Another sign at the edge of the city limits. ... “Houston” redirects here. ... Brookland is a neighborhood in the Northeast quadrant of Washington, DC, historically centered along 12th Street NE. It has been nicknamed the Little Vatican or Little Rome by some for the many Catholic institutions clustered around The Catholic University of America (CUA). ... For other uses, see Washington, D.C. (disambiguation). ... Coordinates , Government Country  State   County United States  Maryland   Prince Georges Incorporated 1910 Mayor Malinda Miles Geographical characteristics Area     City 1. ... Sioux City (IPA: ) is a city located in northwest Iowa in the United States. ... Carrollton is a neighborhood of uptown New Orleans, Louisiana, USA. It is the part of uptown New Orleans furthest up river from the French Quarter. ... NOLA redirects here. ... Guilford Avenue rowhouses Charles Village is a neighborhood located in the north-central area of Baltimore, Maryland, USA. It is a middle-class area with many single-family homes that is in proximity to many of Baltimores urban amenities. ... Flag Seal Nickname: Monument City, Charm City, Mob Town, B-more Motto: Get In On It (formerly The City That Reads and The Greatest City in America; BELIEVE is not the official motto but rather a specific campaign) Location Location of Baltimore in Maryland Coordinates , Government Country State County United... Cleveland Heights is a city located in Cuyahoga County, Ohio. ... This article does not cite any references or sources. ... South Euclid (a suburb in the Greater Cleveland area) is a city located in Cuyahoga County, Ohio. ... Lakewood is a city in Cuyahoga County, Ohio, United States. ... Cleveland redirects here. ... Druid Hills is a census-designated place and a mostly unincorporated neighborhood in DeKalb County, Georgia (part of the greater Atlanta metropolitan area). ... Inman Park is a neighborhood of the city of Atlanta, Georgia, its first planned suburb. ... The Virginia-Highland neighborhood in Atlanta, Georgia was founded in the early 20th Century as a streetcar community. ... Oakhurst is the name of several communities in the United States of America: Oakhurst, California Oakhurst, New Jersey Oakhurst, Oklahoma Oakhurst, Texas It is also the name of a suburb in Sydney, Australia. ... Atlanta redirects here. ... Elmwood Park is the name of several places in the United States of America: Elmwood Park, Illinois Elmwood Park, New Jersey Elmwood Park, Wisconsin This is a disambiguation page — a navigational aid which lists other pages that might otherwise share the same title. ... For other uses, see Columbia (disambiguation). ... Incorporated City in 1872. ... Downtown (Oak Park Avenue) Ernest Hemingway Museum Oak Park, Illinois Lake Theater and shops along Lake Street. ... Flag Seal Nickname: The Windy City Motto: Urbs In Horto (Latin: City in a Garden), I Will Location Location in Chicagoland and northern Illinois Coordinates , Government Country State Counties United States Illinois Cook, DuPage Mayor Richard M. Daley (D) Geographical characteristics Area     City 606. ... Fairmount is the name of several places in the United States of America: Fairmount, Georgia Fairmount, Illinois Fairmount, Indiana Fairmount, Maryland Fairmount, New York Fairmount, North Dakota Fairmount, Tennessee It is also the name of Fairmount, Ontario, Canada. ... Nickname: Motto: Sic dic Itur Ad Astra (Thus do we reach the stars) Location in the Commonwealth of Virginia Coordinates: , Country State County Independent City Government  - Mayor L. Douglas Wilder (I) Area  - City 62. ... Highland Springs is a census-designated place located in Henrico County, Virginia. ... Hillsboro Village is a former streetcar suburb located 3 miles south of downtown Nashville, Tennessee. ... Houston Heights, often nicknamed The Heights, is a neighborhood in Houston, Texas. ... “Houston” redirects here. ... Hyde Park is a historic neighborhood in Central Austin, located just north of the University of Texas. ... Austin is the capital of the U.S. state of Texas, the seat of Travis County. ... Jamaica Plain, commonly known as JP, is a historic neighborhood in Boston, Massachusetts. ... Montrose (sometimes The Montrose) is the name of a neighborhood and also an area in Houston, Texas. ... Morrisania is a neighborhood in the southwestern section of the Bronx in New York City. ... For other uses, see Bronx (disambiguation). ... This article is about the state. ... Mt. ... Upper St. ... “Pittsburgh” redirects here. ... Nickname: Location of Buffalo in New York State County Government  - Mayor Byron Brown (D) Area  - City 52. ... Kenmore is a village located in Erie County, New York. ... Position within Erie County. ... North Toronto is the northern section of the old, pre-amalgamation City of Toronto, Ontario, Canada. ... Riverdale is a large neighbourhood in Toronto, Ontario, Canada. ... Other places named Parkdale include Parkdale, Oregon; Parkdale, Calgary; Parkdale, Victoria and Parkdale (electoral district). ... Roxbury is a neighborhood within Boston, Massachusetts USA. It was one of the first towns founded in the Massachusetts Bay Colony in 1630 and became a city in 1846 until it was annexed to Boston on January 5, 1868. ... For other uses, see Santa Monica (disambiguation). ... Nickname: WeHo Location of Los Angeles County in California and West Hollywood within Los Angeles County Country United States State California County Los Angeles Incorporated 1984  - City Council John Heilman (mayor) Sal Guarriello John J. Duran Abbe Land Jeffrey Prang Area    - City  1. ... Motto: The Heart of Screenland Location of Culver City in Los Angeles County, California Coordinates: , Country State County Los Angeles Incorporated (city) 1917-09-07 [2] Government  - City Manager Jerry Fulwood [1] Area  - City  5. ... The Westside is generally considered to be the portion of Los Angeles, California and its suburbs that lies east of the Pacific Ocean including Brentwood, west of La Brea Avenue (varying definitions set the boundary at Fairfax Avenue or even the eastern border of Beverly Hills), south of the Santa... Official language(s) English Capital Sacramento Largest city Los Angeles Largest metro area Greater Los Angeles Area  Ranked 3rd  - Total 158,302 sq mi (410,000 km²)  - Width 250 miles (400 km)  - Length 770 miles (1,240 km)  - % water 4. ... Nickname: Location of Glendale within Los Angeles County and the State of California. ... University City is a city located in St. ... Wellston is a city located in St. ... Nickname: Location in the state of Missouri Coordinates: , Country State County Independent City Government  - Mayor Francis G. Slay (D) Area  - City  66. ... West Philadelphia is a section of the City of Philadelphia, Pennsylvania, United States. ... Location in Wood County in the State of West Virginia Coordinates: , Country United States State West Virginia County Wood Incorporated 1810 Government  - Mayor Robert Newell Area  - City  12. ... Old Ottawa South is a neighbourhood in Ottawa, Canada. ... This article is about the capital city of Canada. ... Motto: Ut Incepit Fidelis Sic Permanet (Latin: Loyal she began, loyal she remains) Capital Toronto Largest city Toronto Official languages English (de facto) Government - Lieutenant-Governor David C. Onley - Premier Dalton McGuinty (Liberal) Federal representation in Canadian Parliament - House seats 106 - Senate seats 24 Confederation July 1, 1867 (1st) Area...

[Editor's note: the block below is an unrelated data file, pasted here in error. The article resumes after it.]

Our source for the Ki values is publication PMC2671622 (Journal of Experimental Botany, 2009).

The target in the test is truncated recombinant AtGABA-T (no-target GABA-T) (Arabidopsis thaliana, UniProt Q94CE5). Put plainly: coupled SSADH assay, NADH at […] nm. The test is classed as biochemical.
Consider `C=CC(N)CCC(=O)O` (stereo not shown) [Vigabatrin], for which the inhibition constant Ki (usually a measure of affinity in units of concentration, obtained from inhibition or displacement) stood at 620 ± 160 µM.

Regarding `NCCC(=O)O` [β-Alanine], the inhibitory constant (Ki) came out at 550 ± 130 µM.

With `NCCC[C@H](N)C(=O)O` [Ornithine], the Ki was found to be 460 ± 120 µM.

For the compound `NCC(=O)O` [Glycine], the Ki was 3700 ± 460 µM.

Other Countries